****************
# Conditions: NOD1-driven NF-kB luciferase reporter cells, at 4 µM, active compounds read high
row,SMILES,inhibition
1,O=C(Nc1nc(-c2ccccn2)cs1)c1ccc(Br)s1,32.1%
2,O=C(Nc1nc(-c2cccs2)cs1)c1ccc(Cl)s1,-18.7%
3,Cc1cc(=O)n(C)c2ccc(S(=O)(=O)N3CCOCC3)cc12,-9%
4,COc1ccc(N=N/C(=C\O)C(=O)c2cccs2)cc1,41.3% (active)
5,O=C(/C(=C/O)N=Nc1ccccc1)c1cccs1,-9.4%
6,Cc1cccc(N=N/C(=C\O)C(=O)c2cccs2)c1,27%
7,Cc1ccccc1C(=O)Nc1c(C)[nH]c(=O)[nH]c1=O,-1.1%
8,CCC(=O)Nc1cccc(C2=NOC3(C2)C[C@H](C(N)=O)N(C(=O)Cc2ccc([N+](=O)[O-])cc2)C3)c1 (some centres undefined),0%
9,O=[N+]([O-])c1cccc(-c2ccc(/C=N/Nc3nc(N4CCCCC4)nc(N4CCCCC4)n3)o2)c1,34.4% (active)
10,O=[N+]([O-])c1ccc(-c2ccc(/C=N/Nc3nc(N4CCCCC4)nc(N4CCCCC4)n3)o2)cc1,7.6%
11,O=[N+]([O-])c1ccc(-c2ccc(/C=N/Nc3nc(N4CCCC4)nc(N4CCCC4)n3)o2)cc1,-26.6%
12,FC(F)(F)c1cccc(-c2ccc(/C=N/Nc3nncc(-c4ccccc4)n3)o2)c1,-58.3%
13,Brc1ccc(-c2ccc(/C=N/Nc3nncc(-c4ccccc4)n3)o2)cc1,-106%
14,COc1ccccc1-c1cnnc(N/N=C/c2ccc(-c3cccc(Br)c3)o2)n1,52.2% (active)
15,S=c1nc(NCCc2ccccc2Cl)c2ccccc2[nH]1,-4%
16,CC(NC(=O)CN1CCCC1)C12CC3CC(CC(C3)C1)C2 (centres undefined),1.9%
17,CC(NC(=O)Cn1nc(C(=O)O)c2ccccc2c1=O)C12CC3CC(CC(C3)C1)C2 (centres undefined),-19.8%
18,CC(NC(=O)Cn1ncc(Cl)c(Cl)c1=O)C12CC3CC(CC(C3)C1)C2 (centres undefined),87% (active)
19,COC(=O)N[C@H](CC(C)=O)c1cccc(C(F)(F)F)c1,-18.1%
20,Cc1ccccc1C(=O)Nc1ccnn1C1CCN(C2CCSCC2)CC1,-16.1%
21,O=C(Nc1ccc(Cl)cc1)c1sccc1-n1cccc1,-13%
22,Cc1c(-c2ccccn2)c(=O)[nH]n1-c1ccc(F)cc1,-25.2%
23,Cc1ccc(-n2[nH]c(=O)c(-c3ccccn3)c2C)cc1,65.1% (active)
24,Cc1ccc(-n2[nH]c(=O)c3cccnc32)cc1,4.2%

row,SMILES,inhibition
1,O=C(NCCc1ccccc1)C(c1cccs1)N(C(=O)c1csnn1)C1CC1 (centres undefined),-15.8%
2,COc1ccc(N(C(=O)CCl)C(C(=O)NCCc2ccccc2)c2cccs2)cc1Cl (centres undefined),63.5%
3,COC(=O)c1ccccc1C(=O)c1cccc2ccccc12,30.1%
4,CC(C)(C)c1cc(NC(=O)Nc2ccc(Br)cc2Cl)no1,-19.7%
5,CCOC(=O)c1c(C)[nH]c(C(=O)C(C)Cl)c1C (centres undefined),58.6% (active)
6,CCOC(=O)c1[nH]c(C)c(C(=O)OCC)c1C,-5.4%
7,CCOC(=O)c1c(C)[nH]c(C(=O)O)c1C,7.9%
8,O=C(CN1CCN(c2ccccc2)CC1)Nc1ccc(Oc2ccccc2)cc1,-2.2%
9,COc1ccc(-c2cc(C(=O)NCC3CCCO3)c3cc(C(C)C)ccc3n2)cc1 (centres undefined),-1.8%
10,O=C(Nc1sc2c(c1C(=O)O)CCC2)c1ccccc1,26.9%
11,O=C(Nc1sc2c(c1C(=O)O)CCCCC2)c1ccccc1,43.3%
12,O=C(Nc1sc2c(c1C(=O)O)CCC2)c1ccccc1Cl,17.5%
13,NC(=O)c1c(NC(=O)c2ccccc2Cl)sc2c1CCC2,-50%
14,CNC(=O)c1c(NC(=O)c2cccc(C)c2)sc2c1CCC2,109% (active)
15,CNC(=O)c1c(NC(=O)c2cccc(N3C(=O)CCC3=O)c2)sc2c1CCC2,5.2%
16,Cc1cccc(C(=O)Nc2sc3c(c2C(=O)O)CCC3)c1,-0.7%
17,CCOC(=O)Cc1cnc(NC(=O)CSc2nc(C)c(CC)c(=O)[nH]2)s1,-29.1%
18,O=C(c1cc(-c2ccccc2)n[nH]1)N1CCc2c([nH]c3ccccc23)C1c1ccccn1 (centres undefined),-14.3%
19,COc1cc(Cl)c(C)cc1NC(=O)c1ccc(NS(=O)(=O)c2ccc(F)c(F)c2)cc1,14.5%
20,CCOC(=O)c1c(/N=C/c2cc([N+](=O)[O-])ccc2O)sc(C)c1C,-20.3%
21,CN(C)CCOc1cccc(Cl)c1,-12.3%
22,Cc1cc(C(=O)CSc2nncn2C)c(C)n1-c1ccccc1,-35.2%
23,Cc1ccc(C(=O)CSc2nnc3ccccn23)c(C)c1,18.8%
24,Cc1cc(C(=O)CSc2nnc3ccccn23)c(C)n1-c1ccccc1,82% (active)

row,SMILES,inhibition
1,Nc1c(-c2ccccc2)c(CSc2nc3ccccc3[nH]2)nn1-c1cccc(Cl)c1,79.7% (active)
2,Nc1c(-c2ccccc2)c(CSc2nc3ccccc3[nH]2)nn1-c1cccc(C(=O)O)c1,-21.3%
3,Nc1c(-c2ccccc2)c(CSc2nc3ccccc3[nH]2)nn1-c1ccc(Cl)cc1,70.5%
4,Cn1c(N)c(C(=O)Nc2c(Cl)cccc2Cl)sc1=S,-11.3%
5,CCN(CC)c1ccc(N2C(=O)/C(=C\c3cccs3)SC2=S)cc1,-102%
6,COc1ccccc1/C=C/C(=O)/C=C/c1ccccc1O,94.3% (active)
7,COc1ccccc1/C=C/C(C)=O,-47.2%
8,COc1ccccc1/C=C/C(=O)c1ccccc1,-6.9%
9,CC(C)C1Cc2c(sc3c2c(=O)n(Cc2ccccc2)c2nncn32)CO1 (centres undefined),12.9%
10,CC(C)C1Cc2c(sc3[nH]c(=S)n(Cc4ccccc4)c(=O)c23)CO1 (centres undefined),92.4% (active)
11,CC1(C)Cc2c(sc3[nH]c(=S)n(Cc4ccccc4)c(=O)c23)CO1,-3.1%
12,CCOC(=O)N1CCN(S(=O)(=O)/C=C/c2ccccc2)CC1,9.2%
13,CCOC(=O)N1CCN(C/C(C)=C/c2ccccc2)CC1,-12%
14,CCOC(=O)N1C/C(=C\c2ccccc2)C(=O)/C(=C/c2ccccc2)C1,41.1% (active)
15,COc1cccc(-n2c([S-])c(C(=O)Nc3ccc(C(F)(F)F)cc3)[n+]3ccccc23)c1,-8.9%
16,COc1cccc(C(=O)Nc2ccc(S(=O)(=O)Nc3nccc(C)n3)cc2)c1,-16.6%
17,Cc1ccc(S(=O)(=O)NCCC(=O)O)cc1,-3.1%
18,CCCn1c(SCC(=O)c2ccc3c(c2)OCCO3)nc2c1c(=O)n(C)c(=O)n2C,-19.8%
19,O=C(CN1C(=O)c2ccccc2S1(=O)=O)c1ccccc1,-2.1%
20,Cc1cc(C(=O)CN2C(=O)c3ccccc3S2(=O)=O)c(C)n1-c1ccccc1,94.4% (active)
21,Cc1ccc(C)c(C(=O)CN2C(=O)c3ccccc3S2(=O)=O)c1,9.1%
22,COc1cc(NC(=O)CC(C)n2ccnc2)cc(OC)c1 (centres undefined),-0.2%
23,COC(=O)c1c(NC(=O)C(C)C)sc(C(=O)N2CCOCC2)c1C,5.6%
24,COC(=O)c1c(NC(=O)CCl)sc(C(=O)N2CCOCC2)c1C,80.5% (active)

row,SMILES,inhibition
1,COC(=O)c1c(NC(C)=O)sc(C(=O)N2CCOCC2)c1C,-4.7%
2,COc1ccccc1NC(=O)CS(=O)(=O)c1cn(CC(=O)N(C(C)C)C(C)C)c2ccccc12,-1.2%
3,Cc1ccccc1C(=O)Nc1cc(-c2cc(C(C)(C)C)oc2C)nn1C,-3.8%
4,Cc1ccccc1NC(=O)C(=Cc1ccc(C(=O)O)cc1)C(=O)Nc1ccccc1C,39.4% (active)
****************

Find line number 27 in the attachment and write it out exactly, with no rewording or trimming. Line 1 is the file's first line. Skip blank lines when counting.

row,SMILES,inhibition